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Contemporary preachers

800 years of Dominican books

The Second Vatican Council (1962–1965) led to significant changes across the Catholic Church, and the reception of its teachings continues with considerable debate to the present day.

Among those who communicated the Council’s teachings in the English-speaking world during and soon after its conclusion was the Irish friar Austin Flannery (1925–2008). Editor of the Irish Dominican monthly Doctrine and life from 1957, Flannery made it a forum for discussion of the council documents. In 1964 he edited an edition of the Council’s constitution on the liturgy. He brought out a full English edition of the conciliar and post-conciliar documents in 1975.

In Britain three Dominicans were influential in renewing Catholic philosophical theology: Cornelius Ernst, Fergus Kerr, and Herbert McCabe. Cornelius Ernst inspired a generation of friars who admired his ability to bring Aquinas into conversation with contemporary Anglophone and continental philosophers. He introduced and translated into English the first volume of Rahner’s Theological investigations in 1961, and his The theology of grace appeared in 1974. Ernst died young in 1977 aged fifty-three, but a posthumous set of essays Multiple echo: explorations in theology was issued in 1979. The Scottish friar Fergus Kerr is best known for his Theology after Wittgenstein which appeared in 1986. Herbert McCabe wrote repeatedly on the doctrine of God and evil, on Christ, and on the fundamentals of moral theology. A book on the sacraments, The new creation, appeared in 1964; his account of morality, Law, love and language was published in 1968. In later years he favoured lapidary articles over books.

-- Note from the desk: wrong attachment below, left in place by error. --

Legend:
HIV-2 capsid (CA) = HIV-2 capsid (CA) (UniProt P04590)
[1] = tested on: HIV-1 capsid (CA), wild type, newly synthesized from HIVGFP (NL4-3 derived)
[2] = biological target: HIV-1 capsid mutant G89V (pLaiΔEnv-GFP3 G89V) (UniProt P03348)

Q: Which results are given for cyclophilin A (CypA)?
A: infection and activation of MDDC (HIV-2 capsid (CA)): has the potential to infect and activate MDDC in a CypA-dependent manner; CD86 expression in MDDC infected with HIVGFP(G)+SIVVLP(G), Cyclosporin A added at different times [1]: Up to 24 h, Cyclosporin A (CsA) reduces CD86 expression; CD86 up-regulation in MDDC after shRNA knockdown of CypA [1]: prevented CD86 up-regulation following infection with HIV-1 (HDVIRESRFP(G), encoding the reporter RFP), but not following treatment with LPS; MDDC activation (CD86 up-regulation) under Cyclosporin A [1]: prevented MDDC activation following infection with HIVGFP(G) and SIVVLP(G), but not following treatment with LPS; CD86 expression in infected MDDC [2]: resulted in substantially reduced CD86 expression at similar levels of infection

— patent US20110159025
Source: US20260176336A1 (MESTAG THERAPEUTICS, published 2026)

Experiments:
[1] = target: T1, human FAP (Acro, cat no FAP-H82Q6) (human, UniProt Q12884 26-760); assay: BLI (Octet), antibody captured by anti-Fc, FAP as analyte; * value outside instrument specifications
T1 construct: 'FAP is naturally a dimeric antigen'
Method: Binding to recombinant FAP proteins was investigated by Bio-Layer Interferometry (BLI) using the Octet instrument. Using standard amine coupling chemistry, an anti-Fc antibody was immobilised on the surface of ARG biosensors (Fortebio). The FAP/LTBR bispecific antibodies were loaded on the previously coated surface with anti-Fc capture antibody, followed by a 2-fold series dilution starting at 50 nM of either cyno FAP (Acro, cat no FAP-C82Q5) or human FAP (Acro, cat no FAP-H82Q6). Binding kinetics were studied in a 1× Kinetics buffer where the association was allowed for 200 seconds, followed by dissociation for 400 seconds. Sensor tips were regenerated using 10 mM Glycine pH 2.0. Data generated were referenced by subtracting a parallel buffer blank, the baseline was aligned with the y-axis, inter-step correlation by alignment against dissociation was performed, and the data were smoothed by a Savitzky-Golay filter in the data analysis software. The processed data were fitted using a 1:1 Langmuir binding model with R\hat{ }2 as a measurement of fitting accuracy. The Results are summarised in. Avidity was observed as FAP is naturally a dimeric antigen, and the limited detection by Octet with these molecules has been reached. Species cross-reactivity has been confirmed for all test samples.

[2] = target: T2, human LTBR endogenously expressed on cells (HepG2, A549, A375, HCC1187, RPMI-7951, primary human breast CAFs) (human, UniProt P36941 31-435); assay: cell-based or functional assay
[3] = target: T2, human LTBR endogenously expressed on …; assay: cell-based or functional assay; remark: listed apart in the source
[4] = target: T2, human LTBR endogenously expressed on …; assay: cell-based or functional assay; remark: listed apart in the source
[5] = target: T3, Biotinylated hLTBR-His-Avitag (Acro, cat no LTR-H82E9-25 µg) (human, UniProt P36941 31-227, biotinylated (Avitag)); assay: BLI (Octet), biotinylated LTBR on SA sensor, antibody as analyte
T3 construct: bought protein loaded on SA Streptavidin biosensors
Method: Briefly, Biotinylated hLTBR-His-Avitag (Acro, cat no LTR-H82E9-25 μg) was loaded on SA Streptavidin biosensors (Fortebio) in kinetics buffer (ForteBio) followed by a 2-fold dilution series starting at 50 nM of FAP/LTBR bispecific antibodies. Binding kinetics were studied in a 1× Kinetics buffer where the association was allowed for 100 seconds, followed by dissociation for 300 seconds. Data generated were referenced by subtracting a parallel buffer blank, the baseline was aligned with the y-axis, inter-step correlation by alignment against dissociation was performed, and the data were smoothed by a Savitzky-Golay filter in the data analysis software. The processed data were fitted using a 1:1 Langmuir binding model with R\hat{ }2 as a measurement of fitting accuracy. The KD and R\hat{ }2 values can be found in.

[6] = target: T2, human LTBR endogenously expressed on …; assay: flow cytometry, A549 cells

A crucial post-conciliar task since has been to help present-day Christians deepen their understanding of Christianity, and nurture their spirituality. What earlier friars such as Gerald Vann offered in the 1940s and ’50s, has been taken forward by the Irish Dominican Paul Murray, whose The new wine of Dominican spirituality: a drink called happiness appeared in 2006, and the English friar, Timothy Radcliffe. Master of the Order from to 1992 to 2001, Radcliffe published numerous articles and books, including Why go to church? (2008) and Take the plunge: living baptism and confirmation (2012).

Image reproduced by kind permission of Bloomsbury Continuum.